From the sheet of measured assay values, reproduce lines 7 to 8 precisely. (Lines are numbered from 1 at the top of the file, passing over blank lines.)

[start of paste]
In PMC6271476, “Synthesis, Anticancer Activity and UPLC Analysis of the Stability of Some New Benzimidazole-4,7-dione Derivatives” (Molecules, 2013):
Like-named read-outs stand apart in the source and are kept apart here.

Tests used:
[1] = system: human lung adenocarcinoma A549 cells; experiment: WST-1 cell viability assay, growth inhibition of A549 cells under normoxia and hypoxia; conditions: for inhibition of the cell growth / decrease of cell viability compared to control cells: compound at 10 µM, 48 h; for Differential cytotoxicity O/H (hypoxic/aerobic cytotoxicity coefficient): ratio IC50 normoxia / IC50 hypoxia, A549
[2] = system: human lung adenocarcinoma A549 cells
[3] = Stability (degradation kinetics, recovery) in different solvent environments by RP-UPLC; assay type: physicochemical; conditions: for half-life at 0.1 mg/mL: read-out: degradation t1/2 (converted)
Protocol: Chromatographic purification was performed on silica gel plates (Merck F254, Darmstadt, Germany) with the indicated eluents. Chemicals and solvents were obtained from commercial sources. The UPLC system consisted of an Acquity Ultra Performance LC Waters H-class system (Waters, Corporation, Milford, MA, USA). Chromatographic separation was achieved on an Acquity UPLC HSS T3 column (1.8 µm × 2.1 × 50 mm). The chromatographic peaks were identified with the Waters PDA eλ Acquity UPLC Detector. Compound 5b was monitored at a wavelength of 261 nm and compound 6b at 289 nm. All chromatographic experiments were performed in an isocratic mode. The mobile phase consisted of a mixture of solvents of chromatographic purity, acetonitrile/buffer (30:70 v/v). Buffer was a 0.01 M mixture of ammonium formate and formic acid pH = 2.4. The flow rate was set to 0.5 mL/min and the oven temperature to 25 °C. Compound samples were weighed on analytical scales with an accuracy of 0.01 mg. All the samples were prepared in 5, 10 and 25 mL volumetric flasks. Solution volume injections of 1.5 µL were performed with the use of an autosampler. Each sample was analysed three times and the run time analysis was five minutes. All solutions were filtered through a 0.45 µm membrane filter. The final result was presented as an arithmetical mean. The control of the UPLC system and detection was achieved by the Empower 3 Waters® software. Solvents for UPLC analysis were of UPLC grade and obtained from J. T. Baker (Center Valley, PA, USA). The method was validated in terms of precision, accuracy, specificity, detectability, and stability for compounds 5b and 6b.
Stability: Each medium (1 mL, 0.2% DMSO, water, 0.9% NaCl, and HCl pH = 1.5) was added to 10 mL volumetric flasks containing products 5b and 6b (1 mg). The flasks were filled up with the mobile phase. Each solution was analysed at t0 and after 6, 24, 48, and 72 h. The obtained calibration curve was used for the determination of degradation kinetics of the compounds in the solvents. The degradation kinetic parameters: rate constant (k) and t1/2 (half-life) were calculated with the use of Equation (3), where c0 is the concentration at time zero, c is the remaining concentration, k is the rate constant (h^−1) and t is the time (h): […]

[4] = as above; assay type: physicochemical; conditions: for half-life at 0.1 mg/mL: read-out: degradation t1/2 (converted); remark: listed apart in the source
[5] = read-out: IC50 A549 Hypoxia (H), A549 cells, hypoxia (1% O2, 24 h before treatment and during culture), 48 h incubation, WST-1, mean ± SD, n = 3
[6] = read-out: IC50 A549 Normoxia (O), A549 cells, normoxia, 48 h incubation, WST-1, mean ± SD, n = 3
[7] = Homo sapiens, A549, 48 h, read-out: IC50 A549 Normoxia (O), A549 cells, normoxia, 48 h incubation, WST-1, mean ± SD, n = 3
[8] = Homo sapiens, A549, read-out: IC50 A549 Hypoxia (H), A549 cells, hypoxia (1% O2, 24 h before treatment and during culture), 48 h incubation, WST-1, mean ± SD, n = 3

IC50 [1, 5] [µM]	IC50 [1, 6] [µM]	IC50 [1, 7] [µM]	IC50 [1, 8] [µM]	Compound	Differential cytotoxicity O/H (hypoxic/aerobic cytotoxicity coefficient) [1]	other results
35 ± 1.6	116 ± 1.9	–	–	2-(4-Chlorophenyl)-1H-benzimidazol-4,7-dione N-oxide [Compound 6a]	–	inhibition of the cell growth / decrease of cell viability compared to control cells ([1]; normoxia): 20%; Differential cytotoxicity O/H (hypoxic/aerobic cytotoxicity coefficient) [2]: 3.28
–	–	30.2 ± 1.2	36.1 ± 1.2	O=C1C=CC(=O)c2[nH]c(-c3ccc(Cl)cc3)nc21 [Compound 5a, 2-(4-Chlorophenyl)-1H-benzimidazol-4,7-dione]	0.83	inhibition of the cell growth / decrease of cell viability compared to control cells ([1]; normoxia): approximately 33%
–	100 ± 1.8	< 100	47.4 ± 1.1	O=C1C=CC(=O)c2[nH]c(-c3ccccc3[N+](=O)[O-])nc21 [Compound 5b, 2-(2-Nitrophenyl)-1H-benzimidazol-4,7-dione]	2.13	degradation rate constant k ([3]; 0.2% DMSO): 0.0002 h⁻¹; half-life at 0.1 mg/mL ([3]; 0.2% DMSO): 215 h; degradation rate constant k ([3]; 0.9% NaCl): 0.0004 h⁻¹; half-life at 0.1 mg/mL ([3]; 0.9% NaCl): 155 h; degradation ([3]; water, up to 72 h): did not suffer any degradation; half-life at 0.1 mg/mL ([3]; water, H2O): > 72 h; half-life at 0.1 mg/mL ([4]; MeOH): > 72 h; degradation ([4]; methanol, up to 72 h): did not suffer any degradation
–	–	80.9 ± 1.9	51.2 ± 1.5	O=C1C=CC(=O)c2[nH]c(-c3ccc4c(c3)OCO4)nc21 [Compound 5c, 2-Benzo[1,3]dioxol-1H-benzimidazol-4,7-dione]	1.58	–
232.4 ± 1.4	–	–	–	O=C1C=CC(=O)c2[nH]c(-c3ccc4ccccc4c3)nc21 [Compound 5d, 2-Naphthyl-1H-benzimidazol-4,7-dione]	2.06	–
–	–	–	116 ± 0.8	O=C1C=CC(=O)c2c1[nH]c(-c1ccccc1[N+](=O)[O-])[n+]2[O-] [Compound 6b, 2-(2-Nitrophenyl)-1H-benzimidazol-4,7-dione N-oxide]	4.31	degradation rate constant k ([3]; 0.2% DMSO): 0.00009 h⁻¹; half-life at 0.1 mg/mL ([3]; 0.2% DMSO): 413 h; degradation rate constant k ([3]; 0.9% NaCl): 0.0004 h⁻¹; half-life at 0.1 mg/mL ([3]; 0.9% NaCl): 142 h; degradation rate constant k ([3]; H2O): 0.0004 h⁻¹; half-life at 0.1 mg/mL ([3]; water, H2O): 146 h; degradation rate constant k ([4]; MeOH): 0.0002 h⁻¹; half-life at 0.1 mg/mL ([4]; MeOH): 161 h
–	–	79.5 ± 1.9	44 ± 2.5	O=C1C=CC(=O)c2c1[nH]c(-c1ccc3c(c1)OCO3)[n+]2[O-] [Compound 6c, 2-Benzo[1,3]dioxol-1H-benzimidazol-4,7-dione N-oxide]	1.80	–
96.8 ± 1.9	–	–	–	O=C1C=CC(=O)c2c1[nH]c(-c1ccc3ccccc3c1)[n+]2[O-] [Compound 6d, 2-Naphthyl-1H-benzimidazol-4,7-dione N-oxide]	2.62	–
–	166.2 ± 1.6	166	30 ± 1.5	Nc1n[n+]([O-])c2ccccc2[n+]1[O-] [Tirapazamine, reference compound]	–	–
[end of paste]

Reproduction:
Protocol: Chromatographic purification was performed on silica gel plates (Merck F254, Darmstadt, Germany) with the indicated eluents. Chemicals and solvents were obtained from commercial sources. The UPLC system consisted of an Acquity Ultra Performance LC Waters H-class system (Waters, Corporation, Milford, MA, USA). Chromatographic separation was achieved on an Acquity UPLC HSS T3 column (1.8 µm × 2.1 × 50 mm). The chromatographic peaks were identified with the Waters PDA eλ Acquity UPLC Detector. Compound 5b was monitored at a wavelength of 261 nm and compound 6b at 289 nm. All chromatographic experiments were performed in an isocratic mode. The mobile phase consisted of a mixture of solvents of chromatographic purity, acetonitrile/buffer (30:70 v/v). Buffer was a 0.01 M mixture of ammonium formate and formic acid pH = 2.4. The flow rate was set to 0.5 mL/min and the oven temperature to 25 °C. Compound samples were weighed on analytical scales with an accuracy of 0.01 mg. All the samples were prepared in 5, 10 and 25 mL volumetric flasks. Solution volume injections of 1.5 µL were performed with the use of an autosampler. Each sample was analysed three times and the run time analysis was five minutes. All solutions were filtered through a 0.45 µm membrane filter. The final result was presented as an arithmetical mean. The control of the UPLC system and detection was achieved by the Empower 3 Waters® software. Solvents for UPLC analysis were of UPLC grade and obtained from J. T. Baker (Center Valley, PA, USA). The method was validated in terms of precision, accuracy, specificity, detectability, and stability for compounds 5b and 6b.
Stability: Each medium (1 mL, 0.2% DMSO, water, 0.9% NaCl, and HCl pH = 1.5) was added to 10 mL volumetric flasks containing products 5b and 6b (1 mg). The flasks were filled up with the mobile phase. Each solution was analysed at t0 and after 6, 24, 48, and 72 h. The obtained calibration curve was used for the determination of degradation kinetics of the compounds in the solvents. The degradation kinetic parameters: rate constant (k) and t1/2 (half-life) were calculated with the use of Equation (3), where c0 is the concentration at time zero, c is the remaining concentration, k is the rate constant (h^−1) and t is the time (h): […]